'Aquarius': How NBC is experimenting with binge-watching

'Aquarius' stars David Duchovny as a police detective working in the 1960s whose investigation leads him to Charles Manson. The show's first season episodes will all be put online following the premiere of the show in addition to airing weekly.

Vivian Zink/NBC/AP
'Aquarius' stars David Duchovny.

Between wrapping "Californication" and the return of "The X-Files," David Duchovny is making a detour to the mind-bending 1960s.

In NBC's drama "Aquarius," he plays a Los Angeles police detective whose search for a missing teen leads to a would-be rock star destined to become the era's bogeyman: Charles Manson.

"Aquarius," which airs weekly after its 9-11 p.m. EDT Thursday debut, also will be available for online binging. In a network experiment that echoes a Netflix-style release, NBC is putting the full 13-episode season on NBC.com, the NBC app, and other video-on-demand platforms following the premiere.

The series gives Duchovny the chance to play a character far different from his hallmark TV roles of a sex-obsessed writer on Showtime's dark romp and a rule-breaking FBI agent from Fox's eerie 1993-2002 drama.

LAPD Detective Sam Hodiak of "Aquarius" is a decorated World War II veteran dismayed to see the stalwart 1940s and staid '50s give way to drugs, rock 'n' roll and political tumult.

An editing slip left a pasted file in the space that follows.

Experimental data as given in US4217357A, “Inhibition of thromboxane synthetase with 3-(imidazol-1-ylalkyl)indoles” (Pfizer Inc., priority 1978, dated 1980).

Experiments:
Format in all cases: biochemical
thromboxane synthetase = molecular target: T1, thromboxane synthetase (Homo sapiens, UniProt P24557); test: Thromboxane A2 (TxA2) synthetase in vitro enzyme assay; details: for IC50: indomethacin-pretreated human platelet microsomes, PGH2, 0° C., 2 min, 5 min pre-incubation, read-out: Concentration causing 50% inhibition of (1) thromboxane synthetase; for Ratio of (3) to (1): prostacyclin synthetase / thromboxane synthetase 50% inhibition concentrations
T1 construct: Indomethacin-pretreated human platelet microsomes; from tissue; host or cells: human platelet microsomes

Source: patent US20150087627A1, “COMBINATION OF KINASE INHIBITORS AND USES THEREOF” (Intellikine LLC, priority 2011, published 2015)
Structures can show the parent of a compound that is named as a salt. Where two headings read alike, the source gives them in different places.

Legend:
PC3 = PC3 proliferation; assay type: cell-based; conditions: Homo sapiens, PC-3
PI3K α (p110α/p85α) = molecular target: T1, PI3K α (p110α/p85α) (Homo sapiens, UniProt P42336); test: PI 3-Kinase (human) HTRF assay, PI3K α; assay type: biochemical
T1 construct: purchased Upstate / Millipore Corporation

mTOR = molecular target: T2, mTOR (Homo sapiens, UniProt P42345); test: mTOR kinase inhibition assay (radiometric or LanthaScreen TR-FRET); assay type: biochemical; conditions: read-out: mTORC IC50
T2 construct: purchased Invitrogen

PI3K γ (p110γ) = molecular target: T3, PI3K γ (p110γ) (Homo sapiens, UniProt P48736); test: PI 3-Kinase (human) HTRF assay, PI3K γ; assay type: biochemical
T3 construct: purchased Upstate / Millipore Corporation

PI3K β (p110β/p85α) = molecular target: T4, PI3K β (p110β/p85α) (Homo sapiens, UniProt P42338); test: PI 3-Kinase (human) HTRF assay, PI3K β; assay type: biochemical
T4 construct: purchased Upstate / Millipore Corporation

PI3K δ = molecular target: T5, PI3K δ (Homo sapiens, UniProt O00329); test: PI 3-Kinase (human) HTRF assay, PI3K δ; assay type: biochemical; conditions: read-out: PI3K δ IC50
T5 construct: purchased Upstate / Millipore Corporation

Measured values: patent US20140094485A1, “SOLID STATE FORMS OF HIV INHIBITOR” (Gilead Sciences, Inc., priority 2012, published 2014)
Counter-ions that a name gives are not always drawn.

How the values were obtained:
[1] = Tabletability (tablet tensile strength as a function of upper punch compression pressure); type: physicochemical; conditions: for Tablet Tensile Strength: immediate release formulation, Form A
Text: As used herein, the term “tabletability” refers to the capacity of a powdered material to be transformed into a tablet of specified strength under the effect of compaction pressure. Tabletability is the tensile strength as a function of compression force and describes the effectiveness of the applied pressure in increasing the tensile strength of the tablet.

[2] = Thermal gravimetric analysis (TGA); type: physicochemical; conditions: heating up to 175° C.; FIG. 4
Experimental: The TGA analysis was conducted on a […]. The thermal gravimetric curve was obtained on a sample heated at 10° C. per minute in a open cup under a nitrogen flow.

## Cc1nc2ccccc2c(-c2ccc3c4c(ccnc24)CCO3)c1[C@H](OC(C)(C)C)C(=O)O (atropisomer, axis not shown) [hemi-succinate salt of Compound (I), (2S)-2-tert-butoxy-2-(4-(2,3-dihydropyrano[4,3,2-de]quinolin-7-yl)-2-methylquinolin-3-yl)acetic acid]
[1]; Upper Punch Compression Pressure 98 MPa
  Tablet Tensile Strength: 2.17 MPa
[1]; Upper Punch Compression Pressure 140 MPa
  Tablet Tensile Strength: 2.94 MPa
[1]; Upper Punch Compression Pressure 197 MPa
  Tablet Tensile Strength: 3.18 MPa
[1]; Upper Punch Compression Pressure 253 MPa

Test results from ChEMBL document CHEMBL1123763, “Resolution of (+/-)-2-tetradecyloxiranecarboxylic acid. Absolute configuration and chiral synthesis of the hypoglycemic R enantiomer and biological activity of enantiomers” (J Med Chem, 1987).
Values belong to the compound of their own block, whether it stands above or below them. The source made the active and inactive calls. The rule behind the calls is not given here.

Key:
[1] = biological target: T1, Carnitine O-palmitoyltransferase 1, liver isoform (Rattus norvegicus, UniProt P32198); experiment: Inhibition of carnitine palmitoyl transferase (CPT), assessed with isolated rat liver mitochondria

"He is walking around looking at these kids with long hair and thinking, 'This is what I killed for? This is what I would have been killed for?'" Duchovny said. "In many ways he's the perfect guy to look through Manson. Manson's a fake ... a 35-year-old guy manipulating young girls."

But in the polarized '60s, Manson was co-opted as a symbol of the dangers of social upheaval, the actor said. The series opens two years before the 1969 Tate-LaBianca murders, among the killings that led to the convictions of Manson (played by Gethin Anthony of "Game of Thrones") and his followers.

Duchovny said he wasn't deliberately trying to distance himself from his past work by portraying a tough cop with a crew cut.

"I want to do the best thing I can. But when the best thing that came across my desk was this ['Aquarius'], I wasn't unhappy that it was a straitlaced character. I wasn't unhappy that he was establishment," the actor said.

Hodiak, who's going through a divorce and harbors creative passions, is a complex man, not a stereotype like the stoic police hero in TV's old "Dragnet" series, Duchovny added.

"He's not Sgt. Joe Friday. But you'd probably think Joe Friday was Joe Friday night" if you met him, said Duchovny, smiling. It's a pun worthy of his wry "X-Files" hero Mulder, whom he'll play again in a six-episode sequel set for January.

Duchovny, 54, hasn't been kicking back while awaiting production on the Fox series. His debut album, "Hell or Highwater," was released earlier this month – "I found out I was a musician really late in life" – and a second novel, after the well-received "Holy Cow," is upcoming.

At this moment, he was hawking his tunes.

"You can order the album today and you can get the single, $9.99," he said, teasingly. "Come on."

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